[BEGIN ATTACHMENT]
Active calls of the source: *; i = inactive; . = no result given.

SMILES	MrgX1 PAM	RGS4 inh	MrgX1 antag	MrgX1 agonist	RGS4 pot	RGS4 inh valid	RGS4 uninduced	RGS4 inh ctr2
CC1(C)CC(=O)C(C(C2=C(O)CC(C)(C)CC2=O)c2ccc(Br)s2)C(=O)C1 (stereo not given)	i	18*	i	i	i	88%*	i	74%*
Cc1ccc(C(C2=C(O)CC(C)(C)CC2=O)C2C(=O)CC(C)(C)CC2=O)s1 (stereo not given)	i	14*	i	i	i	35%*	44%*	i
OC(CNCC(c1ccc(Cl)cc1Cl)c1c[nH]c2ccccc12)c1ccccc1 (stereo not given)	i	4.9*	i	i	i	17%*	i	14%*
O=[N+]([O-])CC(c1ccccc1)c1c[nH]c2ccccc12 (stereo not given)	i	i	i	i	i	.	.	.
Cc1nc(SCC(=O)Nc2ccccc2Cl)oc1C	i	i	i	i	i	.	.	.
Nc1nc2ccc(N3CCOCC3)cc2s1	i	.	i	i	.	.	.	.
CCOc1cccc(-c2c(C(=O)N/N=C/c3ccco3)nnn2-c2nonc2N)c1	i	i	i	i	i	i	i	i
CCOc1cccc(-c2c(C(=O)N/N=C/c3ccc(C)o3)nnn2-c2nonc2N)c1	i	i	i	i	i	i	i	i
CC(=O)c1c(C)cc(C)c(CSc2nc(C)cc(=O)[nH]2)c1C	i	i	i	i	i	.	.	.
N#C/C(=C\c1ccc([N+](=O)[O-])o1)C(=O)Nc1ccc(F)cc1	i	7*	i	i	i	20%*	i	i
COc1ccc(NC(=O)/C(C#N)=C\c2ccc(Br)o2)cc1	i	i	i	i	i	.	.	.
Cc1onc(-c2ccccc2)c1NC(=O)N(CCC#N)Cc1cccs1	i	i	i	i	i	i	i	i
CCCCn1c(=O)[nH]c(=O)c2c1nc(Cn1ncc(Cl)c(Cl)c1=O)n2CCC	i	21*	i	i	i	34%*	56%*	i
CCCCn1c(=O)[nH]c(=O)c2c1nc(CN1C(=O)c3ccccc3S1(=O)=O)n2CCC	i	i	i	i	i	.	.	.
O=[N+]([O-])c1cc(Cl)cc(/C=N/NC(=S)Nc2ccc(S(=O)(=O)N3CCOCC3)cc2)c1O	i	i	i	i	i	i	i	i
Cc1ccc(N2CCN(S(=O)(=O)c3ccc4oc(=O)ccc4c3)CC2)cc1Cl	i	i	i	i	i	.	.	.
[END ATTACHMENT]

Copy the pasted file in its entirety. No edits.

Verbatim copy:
Active calls of the source: *; i = inactive; . = no result given.

SMILES	MrgX1 PAM	RGS4 inh	MrgX1 antag	MrgX1 agonist	RGS4 pot	RGS4 inh valid	RGS4 uninduced	RGS4 inh ctr2
CC1(C)CC(=O)C(C(C2=C(O)CC(C)(C)CC2=O)c2ccc(Br)s2)C(=O)C1 (stereo not given)	i	18*	i	i	i	88%*	i	74%*
Cc1ccc(C(C2=C(O)CC(C)(C)CC2=O)C2C(=O)CC(C)(C)CC2=O)s1 (stereo not given)	i	14*	i	i	i	35%*	44%*	i
OC(CNCC(c1ccc(Cl)cc1Cl)c1c[nH]c2ccccc12)c1ccccc1 (stereo not given)	i	4.9*	i	i	i	17%*	i	14%*
O=[N+]([O-])CC(c1ccccc1)c1c[nH]c2ccccc12 (stereo not given)	i	i	i	i	i	.	.	.
Cc1nc(SCC(=O)Nc2ccccc2Cl)oc1C	i	i	i	i	i	.	.	.
Nc1nc2ccc(N3CCOCC3)cc2s1	i	.	i	i	.	.	.	.
CCOc1cccc(-c2c(C(=O)N/N=C/c3ccco3)nnn2-c2nonc2N)c1	i	i	i	i	i	i	i	i
CCOc1cccc(-c2c(C(=O)N/N=C/c3ccc(C)o3)nnn2-c2nonc2N)c1	i	i	i	i	i	i	i	i
CC(=O)c1c(C)cc(C)c(CSc2nc(C)cc(=O)[nH]2)c1C	i	i	i	i	i	.	.	.
N#C/C(=C\c1ccc([N+](=O)[O-])o1)C(=O)Nc1ccc(F)cc1	i	7*	i	i	i	20%*	i	i
COc1ccc(NC(=O)/C(C#N)=C\c2ccc(Br)o2)cc1	i	i	i	i	i	.	.	.
Cc1onc(-c2ccccc2)c1NC(=O)N(CCC#N)Cc1cccs1	i	i	i	i	i	i	i	i
CCCCn1c(=O)[nH]c(=O)c2c1nc(Cn1ncc(Cl)c(Cl)c1=O)n2CCC	i	21*	i	i	i	34%*	56%*	i
CCCCn1c(=O)[nH]c(=O)c2c1nc(CN1C(=O)c3ccccc3S1(=O)=O)n2CCC	i	i	i	i	i	.	.	.
O=[N+]([O-])c1cc(Cl)cc(/C=N/NC(=S)Nc2ccc(S(=O)(=O)N3CCOCC3)cc2)c1O	i	i	i	i	i	i	i	i
Cc1ccc(N2CCN(S(=O)(=O)c3ccc4oc(=O)ccc4c3)CC2)cc1Cl	i	i	i	i	i	.	.	.